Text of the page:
Research Station Aims to Pull in Pollinators

Researchers at the Peninsular Agricultural Research Station (PARS) are hoping to attract hordes of bees, wasps and flies next summer. Workers at the station have planted two native pollinator plots on the grounds north of Sturgeon Bay. 

The idea behind it is similar to that of prairie restoration with the “natural side benefit of good habitat for native pollinators, along with the goal of continuing a rare ecosystem into the future,” said Daniel Kielar, manager of fields and orchards at the station.

The native pollinator plot project is a collaboration between PARS, U.S. Fish and Wildlife Services and UW-Extension. The idea was brought to light by Kielar, Annie Deutsch, agriculture educator at UW-Extension and Jamie Patton, senior outreach specialist with UW-Madison’s Nutrient & Pest Management Program.

A study being conducted on grapes had finished earlier this year, so the station had no use for the fruit any longer. The station decided to remove the plants and found themselves with some open land to begin a new project.  

U.S. Fish and Wildlife provided the seeds and equipment for the endeavor, PARS provided the field preparation and the manpower for planting, and UW-Extension provided input on the size of the field and seed planting.

They aren’t restoring a prairie, but instead creating plots with an assortment of seasonal flowers and grasses that grow from late spring to October, like black-eyed susans, milkvetch and foxglove. The seeds are planted in blends with the sole purpose of attracting native pollinators.


“It will be interesting to see what kind of germination rates we get and what kind of growth, and which ones, over the next couple years or so, which species [of plant] kind of dominate,” Kielar said. “You’ll hopefully have a good blend.”

These species are ones like honeybees, along with other insects like wasps and flies that also pollinate but are lesser known. They hope to help mitigate the loss of honeybees and also to encourage cross-pollination between the new plots and existing plots.

Max Martin, project manager at the potato genebank and co-president of the Door County Beekeepers Club, is likely to keep a watchful eye on the project.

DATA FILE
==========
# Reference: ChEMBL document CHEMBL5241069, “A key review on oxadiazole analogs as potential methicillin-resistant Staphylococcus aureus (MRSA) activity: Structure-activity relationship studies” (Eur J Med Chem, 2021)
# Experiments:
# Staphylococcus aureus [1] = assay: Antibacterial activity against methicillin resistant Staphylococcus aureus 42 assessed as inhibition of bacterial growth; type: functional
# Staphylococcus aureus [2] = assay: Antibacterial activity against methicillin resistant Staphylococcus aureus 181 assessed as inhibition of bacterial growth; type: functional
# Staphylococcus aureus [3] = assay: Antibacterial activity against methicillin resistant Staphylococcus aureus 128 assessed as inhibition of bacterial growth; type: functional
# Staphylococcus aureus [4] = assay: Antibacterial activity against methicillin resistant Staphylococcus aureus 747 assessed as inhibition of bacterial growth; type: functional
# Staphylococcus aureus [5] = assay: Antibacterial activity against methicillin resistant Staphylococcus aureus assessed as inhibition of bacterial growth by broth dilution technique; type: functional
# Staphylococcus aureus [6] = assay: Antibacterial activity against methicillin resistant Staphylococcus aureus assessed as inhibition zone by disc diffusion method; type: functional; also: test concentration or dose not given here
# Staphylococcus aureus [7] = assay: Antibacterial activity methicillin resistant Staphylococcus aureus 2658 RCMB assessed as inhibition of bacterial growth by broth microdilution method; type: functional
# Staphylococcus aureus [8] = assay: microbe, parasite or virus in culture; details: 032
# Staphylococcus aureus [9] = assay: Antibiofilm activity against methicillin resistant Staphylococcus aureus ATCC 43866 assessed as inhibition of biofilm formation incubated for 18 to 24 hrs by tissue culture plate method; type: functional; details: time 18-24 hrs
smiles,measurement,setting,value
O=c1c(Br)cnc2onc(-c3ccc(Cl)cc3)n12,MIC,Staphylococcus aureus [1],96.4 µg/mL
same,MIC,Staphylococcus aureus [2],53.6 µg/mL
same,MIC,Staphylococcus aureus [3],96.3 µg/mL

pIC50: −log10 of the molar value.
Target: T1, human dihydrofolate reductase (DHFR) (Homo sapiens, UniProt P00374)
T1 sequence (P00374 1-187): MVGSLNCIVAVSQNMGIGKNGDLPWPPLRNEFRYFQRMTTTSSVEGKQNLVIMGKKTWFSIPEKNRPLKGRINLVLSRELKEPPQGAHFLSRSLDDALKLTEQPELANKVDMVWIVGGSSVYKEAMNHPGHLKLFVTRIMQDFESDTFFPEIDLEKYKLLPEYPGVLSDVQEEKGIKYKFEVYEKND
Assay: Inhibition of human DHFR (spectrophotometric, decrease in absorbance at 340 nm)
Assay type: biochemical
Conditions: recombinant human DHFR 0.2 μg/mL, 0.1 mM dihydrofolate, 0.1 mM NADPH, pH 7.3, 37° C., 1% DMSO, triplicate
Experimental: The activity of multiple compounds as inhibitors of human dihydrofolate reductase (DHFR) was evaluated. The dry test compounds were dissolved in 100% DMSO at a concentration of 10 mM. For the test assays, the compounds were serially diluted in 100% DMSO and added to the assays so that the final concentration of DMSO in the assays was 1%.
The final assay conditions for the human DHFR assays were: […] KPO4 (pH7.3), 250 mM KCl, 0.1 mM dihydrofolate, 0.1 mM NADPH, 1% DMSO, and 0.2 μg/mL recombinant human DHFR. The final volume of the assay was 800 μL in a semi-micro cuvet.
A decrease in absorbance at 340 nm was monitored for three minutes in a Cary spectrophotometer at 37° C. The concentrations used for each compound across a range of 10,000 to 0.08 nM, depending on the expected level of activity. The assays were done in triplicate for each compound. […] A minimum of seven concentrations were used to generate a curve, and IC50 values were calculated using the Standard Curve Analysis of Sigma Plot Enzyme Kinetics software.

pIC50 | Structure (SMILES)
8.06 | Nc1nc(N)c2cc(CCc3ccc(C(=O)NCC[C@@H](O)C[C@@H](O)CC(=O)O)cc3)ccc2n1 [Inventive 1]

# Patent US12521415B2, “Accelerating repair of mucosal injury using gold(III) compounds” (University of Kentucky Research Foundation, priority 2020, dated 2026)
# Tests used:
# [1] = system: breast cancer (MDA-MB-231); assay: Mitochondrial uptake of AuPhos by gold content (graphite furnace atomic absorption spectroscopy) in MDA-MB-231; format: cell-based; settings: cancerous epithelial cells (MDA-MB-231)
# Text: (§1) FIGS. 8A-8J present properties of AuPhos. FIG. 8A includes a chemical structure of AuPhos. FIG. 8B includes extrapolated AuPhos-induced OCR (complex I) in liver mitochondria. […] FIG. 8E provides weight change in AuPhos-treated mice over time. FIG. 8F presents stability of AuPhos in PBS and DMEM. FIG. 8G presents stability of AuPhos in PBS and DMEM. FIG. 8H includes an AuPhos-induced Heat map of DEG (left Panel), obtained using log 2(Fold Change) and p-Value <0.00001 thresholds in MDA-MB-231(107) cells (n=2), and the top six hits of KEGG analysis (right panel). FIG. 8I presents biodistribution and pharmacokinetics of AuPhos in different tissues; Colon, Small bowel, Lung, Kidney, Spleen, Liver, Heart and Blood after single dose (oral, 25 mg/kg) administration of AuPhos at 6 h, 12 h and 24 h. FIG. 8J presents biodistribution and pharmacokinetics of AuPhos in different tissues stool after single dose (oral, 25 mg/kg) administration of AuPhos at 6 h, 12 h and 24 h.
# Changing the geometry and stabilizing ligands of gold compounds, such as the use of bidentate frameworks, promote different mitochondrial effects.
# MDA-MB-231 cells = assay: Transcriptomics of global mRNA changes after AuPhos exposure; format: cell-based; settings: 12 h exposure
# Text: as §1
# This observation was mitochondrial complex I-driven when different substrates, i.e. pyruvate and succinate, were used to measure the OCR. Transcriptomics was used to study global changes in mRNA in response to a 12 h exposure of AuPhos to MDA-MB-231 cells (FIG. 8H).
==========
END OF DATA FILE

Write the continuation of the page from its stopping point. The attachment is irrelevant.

The plots, one a three-quarter acre, and one half-acre, were planted Nov. 19. Planting occurred later in the season to ensure that everything that was there prior was done growing. That way new seeds wouldn’t compete with any old seeds that would sprout in the spring.

“There’s still certain grasses and things that will continue growing if we get a warm spell,” Kielar said.

The plots are located along the highway, so when they bloom in the spring, passersby will be able to observe the natural beauty, Kielar said. They hope to make the plots available for public viewing in time for field days (events open to the public that share research updates and educational information), with ideas of creating a walking path between each plot.

It was important to the team to also ensure these plots could be cared for pesticide-free. 

Some potential obstacles include keeping weeds out, “weeds” being sprouts from plants that were there beforehand. As an example, if a farmer went from planting corn for three years to planting soybeans, there might be some “volunteer” corn that sprout with the soybeans, in which case they’d be considered weeds.

“Some weeds can be in the ground 50 years before it actually sprouts,” Kielar said.

The plots can also be used for research opportunities for graduate students and faculty at UW-Madison to study what kind of insect populations are attracted to the plots.

The station hopes to see growth by this spring and summer, and if not then, during the following cycle.